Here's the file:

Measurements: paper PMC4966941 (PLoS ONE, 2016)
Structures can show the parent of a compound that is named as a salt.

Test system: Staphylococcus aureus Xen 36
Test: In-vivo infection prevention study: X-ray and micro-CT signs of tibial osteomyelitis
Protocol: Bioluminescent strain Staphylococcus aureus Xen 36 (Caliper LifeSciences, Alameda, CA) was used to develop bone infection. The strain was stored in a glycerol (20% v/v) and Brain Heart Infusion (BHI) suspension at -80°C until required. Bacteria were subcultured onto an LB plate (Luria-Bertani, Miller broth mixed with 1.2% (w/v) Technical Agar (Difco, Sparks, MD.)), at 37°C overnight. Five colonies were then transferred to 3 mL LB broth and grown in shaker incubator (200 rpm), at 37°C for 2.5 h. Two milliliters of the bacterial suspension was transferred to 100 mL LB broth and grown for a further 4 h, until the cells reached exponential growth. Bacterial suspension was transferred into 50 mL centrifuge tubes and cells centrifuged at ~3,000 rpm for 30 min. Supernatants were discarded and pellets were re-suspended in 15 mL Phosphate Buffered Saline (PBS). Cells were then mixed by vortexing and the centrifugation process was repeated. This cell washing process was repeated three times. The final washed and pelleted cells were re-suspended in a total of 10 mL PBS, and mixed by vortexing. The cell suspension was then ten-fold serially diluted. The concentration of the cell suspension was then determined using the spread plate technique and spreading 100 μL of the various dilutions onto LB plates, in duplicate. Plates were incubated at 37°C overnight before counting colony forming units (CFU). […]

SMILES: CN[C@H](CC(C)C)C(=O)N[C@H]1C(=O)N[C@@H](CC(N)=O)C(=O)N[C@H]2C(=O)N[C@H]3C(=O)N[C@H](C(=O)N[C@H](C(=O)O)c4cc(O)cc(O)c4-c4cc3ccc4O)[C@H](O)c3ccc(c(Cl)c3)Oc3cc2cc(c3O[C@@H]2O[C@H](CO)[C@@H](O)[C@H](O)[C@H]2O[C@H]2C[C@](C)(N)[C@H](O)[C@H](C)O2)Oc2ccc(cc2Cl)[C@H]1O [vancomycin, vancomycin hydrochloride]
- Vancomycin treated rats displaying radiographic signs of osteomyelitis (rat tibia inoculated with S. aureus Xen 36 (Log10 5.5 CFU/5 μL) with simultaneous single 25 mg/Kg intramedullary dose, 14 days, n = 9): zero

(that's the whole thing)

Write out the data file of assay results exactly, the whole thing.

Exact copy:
Measurements: paper PMC4966941 (PLoS ONE, 2016)
Structures can show the parent of a compound that is named as a salt.

Test system: Staphylococcus aureus Xen 36
Test: In-vivo infection prevention study: X-ray and micro-CT signs of tibial osteomyelitis
Protocol: Bioluminescent strain Staphylococcus aureus Xen 36 (Caliper LifeSciences, Alameda, CA) was used to develop bone infection. The strain was stored in a glycerol (20% v/v) and Brain Heart Infusion (BHI) suspension at -80°C until required. Bacteria were subcultured onto an LB plate (Luria-Bertani, Miller broth mixed with 1.2% (w/v) Technical Agar (Difco, Sparks, MD.)), at 37°C overnight. Five colonies were then transferred to 3 mL LB broth and grown in shaker incubator (200 rpm), at 37°C for 2.5 h. Two milliliters of the bacterial suspension was transferred to 100 mL LB broth and grown for a further 4 h, until the cells reached exponential growth. Bacterial suspension was transferred into 50 mL centrifuge tubes and cells centrifuged at ~3,000 rpm for 30 min. Supernatants were discarded and pellets were re-suspended in 15 mL Phosphate Buffered Saline (PBS). Cells were then mixed by vortexing and the centrifugation process was repeated. This cell washing process was repeated three times. The final washed and pelleted cells were re-suspended in a total of 10 mL PBS, and mixed by vortexing. The cell suspension was then ten-fold serially diluted. The concentration of the cell suspension was then determined using the spread plate technique and spreading 100 μL of the various dilutions onto LB plates, in duplicate. Plates were incubated at 37°C overnight before counting colony forming units (CFU). […]

SMILES: CN[C@H](CC(C)C)C(=O)N[C@H]1C(=O)N[C@@H](CC(N)=O)C(=O)N[C@H]2C(=O)N[C@H]3C(=O)N[C@H](C(=O)N[C@H](C(=O)O)c4cc(O)cc(O)c4-c4cc3ccc4O)[C@H](O)c3ccc(c(Cl)c3)Oc3cc2cc(c3O[C@@H]2O[C@H](CO)[C@@H](O)[C@H](O)[C@H]2O[C@H]2C[C@](C)(N)[C@H](O)[C@H](C)O2)Oc2ccc(cc2Cl)[C@H]1O [vancomycin, vancomycin hydrochloride]
- Vancomycin treated rats displaying radiographic signs of osteomyelitis (rat tibia inoculated with S. aureus Xen 36 (Log10 5.5 CFU/5 μL) with simultaneous single 25 mg/Kg intramedullary dose, 14 days, n = 9): zero